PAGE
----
What is world class, I think, is the Meridian branded audio system – a truly audiophile quality set of components. Car sound systems are getting very, very good. One mark of a good sound system is resolution and transparency, allowing you to hear individual instruments instead of a blurry mess. You gain a new appreciation for what you thought were familiar recordings. With this system, you can count just how many acoustic guitars Jimmy Page multi-tracked on Over The Hills And Far Away.

I’m cynical about the business of car audio system branding. The Panasonic-made audio systems in Volkswagen cars carry the Fender brand because those three companies believe American consumers are likely to associate the name Fender more generally with music and rock ‘n’ roll than as a company noted for the distinctive distortion of its guitar pickups and amplifiers. The audio system in the XJL was so good I’d have a hard time believing the audio experts at Meridian, an elite UK audio brand, were not involved in its application.

Also first rate is the way Jaguar engineers have calibrated the 8-speed ZF automatic transmission. Upshifts are so smooth as to be almost imperceptible, and the way the transmission and ECU work together to slow the car when coasting down to a stop was very impressive. I don’t think I could use engine braking and downshifting as effectively myself with a clutch and manual gearbox.

Besides yielding more than adequate performance, one result of the 8-speed transmission and six cylinder engine is rather impressive fuel economy. The XJL is about as big a car as you’ll find on the American road and in about 600 miles of mixed driving, half urban/suburban and the other half on interstate highways, I saw 24.7 mpg. If I recall correctly, my old mid 1980s Jaguar XJ with the 4.2 liter inline six got 14 mpg.

Speaking of fuel, why do cars that require premium fuel typically call for 91 octane, whereas the vast majority of gasoline stations only offer 87, 89, and 93 octane? There’s no point in paying for more octane than you need so I typically blend 89 and 93 half and half to save money.

Rear passengers in the long wheelbase XJL get their own climate controls. Full gallery here

Rear passengers in the long wheelbase XJL get their own climate controls, with heated and cooled seats, which I’m sure will be appreciated when Shanghai gets hot and humid.

 

Not liking to be a cheerleader, I wish I could find things to criticize about the XJL AWD Portfolio, but everything worked flawlessly, even down to the automatically adjusting windshield wipers. While it’s cliche to say there aren’t any bad cars sold today, it’s not cliche to say there are a lot of great cars you can buy at just about every price point. I don’t have a problem saying the XJL AWD is a great car. When I’m reduced to complaining the automatic climate control seemed to be calibrated a couple of degrees off from what I’m used to, how could I say otherwise?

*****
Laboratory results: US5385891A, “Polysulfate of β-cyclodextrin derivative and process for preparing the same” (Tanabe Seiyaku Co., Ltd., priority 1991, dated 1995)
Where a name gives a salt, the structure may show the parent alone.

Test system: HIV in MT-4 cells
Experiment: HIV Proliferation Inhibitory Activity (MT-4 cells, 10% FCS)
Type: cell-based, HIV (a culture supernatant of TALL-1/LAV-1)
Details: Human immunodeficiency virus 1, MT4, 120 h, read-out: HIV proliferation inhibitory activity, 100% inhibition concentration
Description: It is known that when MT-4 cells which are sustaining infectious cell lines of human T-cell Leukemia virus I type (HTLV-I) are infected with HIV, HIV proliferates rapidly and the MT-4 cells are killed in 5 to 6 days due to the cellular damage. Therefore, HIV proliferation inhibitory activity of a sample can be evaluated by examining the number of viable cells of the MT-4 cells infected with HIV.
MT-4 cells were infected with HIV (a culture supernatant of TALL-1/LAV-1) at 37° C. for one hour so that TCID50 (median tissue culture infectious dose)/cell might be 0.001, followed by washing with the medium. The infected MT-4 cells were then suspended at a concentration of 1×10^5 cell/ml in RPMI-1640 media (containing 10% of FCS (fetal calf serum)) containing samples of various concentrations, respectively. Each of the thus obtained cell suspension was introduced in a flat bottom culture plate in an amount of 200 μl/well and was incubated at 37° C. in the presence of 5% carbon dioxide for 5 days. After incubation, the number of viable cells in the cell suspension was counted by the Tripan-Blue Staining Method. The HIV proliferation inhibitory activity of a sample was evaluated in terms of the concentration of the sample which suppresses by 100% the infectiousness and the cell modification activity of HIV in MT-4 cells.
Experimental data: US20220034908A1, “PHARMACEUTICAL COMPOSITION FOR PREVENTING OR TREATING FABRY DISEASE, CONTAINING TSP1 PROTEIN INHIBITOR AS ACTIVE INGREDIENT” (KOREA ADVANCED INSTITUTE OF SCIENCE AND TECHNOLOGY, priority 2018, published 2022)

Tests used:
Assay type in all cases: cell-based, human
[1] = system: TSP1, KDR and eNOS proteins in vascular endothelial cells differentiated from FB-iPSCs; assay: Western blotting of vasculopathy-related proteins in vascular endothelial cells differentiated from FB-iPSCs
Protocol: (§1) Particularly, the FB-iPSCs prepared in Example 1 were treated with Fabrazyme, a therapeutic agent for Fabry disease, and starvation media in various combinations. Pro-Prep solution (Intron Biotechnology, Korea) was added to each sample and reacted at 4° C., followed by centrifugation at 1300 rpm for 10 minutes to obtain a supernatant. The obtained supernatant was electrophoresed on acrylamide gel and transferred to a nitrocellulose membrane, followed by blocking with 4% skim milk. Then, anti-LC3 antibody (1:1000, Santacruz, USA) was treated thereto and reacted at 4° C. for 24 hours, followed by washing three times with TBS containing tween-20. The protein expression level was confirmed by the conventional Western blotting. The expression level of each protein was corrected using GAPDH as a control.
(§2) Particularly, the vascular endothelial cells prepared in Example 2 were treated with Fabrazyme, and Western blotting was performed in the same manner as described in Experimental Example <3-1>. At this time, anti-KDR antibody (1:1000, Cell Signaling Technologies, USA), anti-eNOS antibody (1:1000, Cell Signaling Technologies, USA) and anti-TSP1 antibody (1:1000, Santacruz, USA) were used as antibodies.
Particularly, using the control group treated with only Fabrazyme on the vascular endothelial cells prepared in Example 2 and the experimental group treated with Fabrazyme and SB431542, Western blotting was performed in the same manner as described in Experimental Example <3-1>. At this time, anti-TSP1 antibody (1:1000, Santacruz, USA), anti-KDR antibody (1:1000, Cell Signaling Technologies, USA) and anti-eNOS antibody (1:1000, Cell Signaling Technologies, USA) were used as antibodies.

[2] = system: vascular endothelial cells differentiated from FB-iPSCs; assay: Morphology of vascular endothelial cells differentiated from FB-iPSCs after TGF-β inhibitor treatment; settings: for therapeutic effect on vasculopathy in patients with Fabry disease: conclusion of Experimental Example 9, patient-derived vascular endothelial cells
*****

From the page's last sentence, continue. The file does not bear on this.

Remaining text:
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Jaguar Land Rover of North America provided the car, insurance and a tank of premium gasoline.

Ronnie Schreiber edits Cars In Depth, a realistic perspective on cars & car culture and the original 3D car site. If you found this post worthwhile, you can get a parallax view at Cars In Depth. If the 3D thing freaks you out, don’t worry, all the photo and video players in use at the site have mono options. Thanks for reading – RJS

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93 Comments on “2015 Jaguar XJL AWD Portfolio Review...”


  • avatar
    RideHeight

    Return of Hippo On Ice Skates.

  • avatar
    Waterview

    The XJ’s exterior is beautiful, but the interior, particularly the quality of the leather, just doesn’t seem to make the grade. I don’t think I’ve seen one yet that doesn’t have an extraordinary amount of wear on the seat bolsters after just a short time.

  • avatar
    Zackman

    I love Jaguar – but with much respect – that is, from a distance.

    While I have an innate desire to own one, I’m afraid the upkeep would practically bankrupt me, assuming I could afford to buy one in the first place – NEW, not used. A used Jag is a major money pit, like every other Euro-car.

    Oh, well, I’ll settle for the upcoming Malibu, after all, the 2016 resembles the Jaguar up above, but so do a lot of cars.

    I’ll continue to admire the Jag – any Jag – from a distance.

    • 0 avatar
      ellomdian

      I think the XJ still looks good, but it is a 6-year-old design now, and it is parked next to the F-Type at the dealer making some of the dated cues stand out even more.

      The 2016 is getting a refresh, and will also be the demo for the updated styling of the rest of the line (XE, XF.)

      It remains to be seen if it’s even slightly compelling next to the new 7 and the S-class – Jaguar showrooms have been a ghost town outside of people picking up their F-types…

    • 0 avatar

      Why not consider a certified pre-owned (CPO) model, where you still get the equivalent of a new car warranty?

      I don’t know how Jaguar’s is, but with the Mercedes S500 I owned it took care of everything that went wrong during the warranty period, which included some quite expensive seeming repairs.

      (I now have a CPO CLS550, but haven’t had to use the warranty yet so have no updated report.)

      D

  • avatar
    RideHeight

    Zackman,

    From your past comments I’m guessing we’re about the same age. Do you *like* these modern sedans with the roof that barely comes up to your ribcage and only slits to see out of?

    You must have kept yourself in phenomenal shape to be willing to daily fold yourself into a 2016 Malibu.

    • 0 avatar
      Zackman

      Well, I don’t know how great of shape I’m in, but I’m 64, and don’t have any problem getting into a current Malibu. Haven’t seen a 2016 in the metal, yet.

      I suppose I’m in pretty good shape considering my age – I can still move – my wife and I do moderately work out, and our health is fine.